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Tennessee vs. LSU: 10 things

Photo: UTSports.com

On a nasty weather night at Neyland Stadium, LSU defeated Tennessee 30-10 on Nov. 18, 2017. Here are 10 things that stood out . . .

1.) Fan support

Can we lay to rest this nonsense about Tennessee fans not supporting their team? If nothing else, UT has shown this season that it has one of the top fan bases in America. Official attendance for Saturday’s game was 96,888. And, no, it wasn’t quite that high. That number means there were almost 8,000 tickets unsold — let alone the tickets that were sold and not used. But it was higher than the 70,000 estimate from Jimmy Hyams.

On a nasty weather night in Knoxville — the wind was bad, the rain was worse — Neyland Stadium was almost full. Look around at the photos of half-full stadiums elsewhere in the SEC where teams are struggling and then re-evaluate your opinion of the Tennessee fan base. As ESPN’s Brock Huard said: “I don’tk now of another place where an 0-6 team in conference play can get 90,000 to show up.”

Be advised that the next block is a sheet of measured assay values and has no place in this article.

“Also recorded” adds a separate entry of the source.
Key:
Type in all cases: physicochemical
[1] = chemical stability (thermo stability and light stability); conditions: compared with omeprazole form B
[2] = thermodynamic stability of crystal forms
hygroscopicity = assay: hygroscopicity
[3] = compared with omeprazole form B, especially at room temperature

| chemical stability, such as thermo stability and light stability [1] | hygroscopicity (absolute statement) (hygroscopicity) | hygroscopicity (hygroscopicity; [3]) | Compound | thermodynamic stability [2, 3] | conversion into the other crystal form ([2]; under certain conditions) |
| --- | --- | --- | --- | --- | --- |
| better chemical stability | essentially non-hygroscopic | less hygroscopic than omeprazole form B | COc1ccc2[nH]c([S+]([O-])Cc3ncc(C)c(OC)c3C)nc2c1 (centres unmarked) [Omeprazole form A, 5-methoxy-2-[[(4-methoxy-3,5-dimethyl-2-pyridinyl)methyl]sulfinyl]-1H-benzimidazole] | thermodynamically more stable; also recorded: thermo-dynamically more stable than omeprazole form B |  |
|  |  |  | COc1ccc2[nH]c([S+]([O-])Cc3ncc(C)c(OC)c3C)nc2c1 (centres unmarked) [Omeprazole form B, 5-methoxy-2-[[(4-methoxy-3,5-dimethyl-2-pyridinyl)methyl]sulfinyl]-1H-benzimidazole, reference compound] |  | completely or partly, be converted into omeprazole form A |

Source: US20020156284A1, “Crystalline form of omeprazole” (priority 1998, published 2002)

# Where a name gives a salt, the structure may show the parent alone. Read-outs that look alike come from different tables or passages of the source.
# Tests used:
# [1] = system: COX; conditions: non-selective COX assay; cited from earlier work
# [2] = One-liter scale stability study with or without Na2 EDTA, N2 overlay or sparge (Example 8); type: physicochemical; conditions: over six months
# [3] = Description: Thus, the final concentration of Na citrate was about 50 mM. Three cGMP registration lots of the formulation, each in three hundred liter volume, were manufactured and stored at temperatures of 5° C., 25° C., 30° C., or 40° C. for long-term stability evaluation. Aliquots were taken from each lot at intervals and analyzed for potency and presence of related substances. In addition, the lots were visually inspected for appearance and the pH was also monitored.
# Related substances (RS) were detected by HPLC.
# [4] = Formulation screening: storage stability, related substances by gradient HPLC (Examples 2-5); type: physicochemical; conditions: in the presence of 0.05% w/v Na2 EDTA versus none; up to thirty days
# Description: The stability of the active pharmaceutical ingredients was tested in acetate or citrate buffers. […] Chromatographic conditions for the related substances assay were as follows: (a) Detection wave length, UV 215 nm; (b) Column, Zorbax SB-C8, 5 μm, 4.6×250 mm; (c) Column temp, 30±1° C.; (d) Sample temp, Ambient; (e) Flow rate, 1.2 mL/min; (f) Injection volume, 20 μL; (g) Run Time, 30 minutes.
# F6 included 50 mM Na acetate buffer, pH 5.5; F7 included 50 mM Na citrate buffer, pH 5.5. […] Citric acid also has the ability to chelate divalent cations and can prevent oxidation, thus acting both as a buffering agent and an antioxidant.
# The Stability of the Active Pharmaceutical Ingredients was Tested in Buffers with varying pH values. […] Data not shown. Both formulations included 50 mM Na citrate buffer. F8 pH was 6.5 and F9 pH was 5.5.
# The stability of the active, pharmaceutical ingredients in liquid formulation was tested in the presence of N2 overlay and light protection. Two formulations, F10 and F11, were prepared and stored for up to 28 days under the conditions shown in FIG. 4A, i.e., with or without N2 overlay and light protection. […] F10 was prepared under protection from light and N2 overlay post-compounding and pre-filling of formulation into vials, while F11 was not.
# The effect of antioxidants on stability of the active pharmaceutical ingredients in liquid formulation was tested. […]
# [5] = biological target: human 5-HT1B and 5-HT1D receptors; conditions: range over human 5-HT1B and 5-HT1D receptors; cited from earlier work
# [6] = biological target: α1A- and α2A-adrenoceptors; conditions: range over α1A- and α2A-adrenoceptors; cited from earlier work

I sat outside Gate 21 before the game and listened to the Vol Network’s Pat Ryan say that the Tennessee fan base has quit on the team. That’s a garbage statement, and one that’s completely unfair to UT fans who have stuck with this team through 11 games of really, really bad football.

2.) A defensive stand

If I had told you before Saturday’s game that Tennessee would hold LSU’s Derrius Guice under 100 yards rushing, you would have laughed at me. Guice, one of the nation’s top runningbacks, finished with 97 yards on 24 carries — an average of four yards per carry.

As a team, LSU finished with 200 yards on the ground, but UT’s defense played pretty well overall. In fact, Bob Shoop’s defense played well enough for Tennessee to win.

The theme of this season — if you take away last week’s disaster at Missouri — has been an improving defense. After giving up 655 yards to Georgia Tech and being ranked near the bottom of the FBS in total defense, the Vols’ defensive unit has steadily improved. It still has its weaknesses, to be sure. But Saturday’s effort was a continuation of the general theme after the letup against Missouri.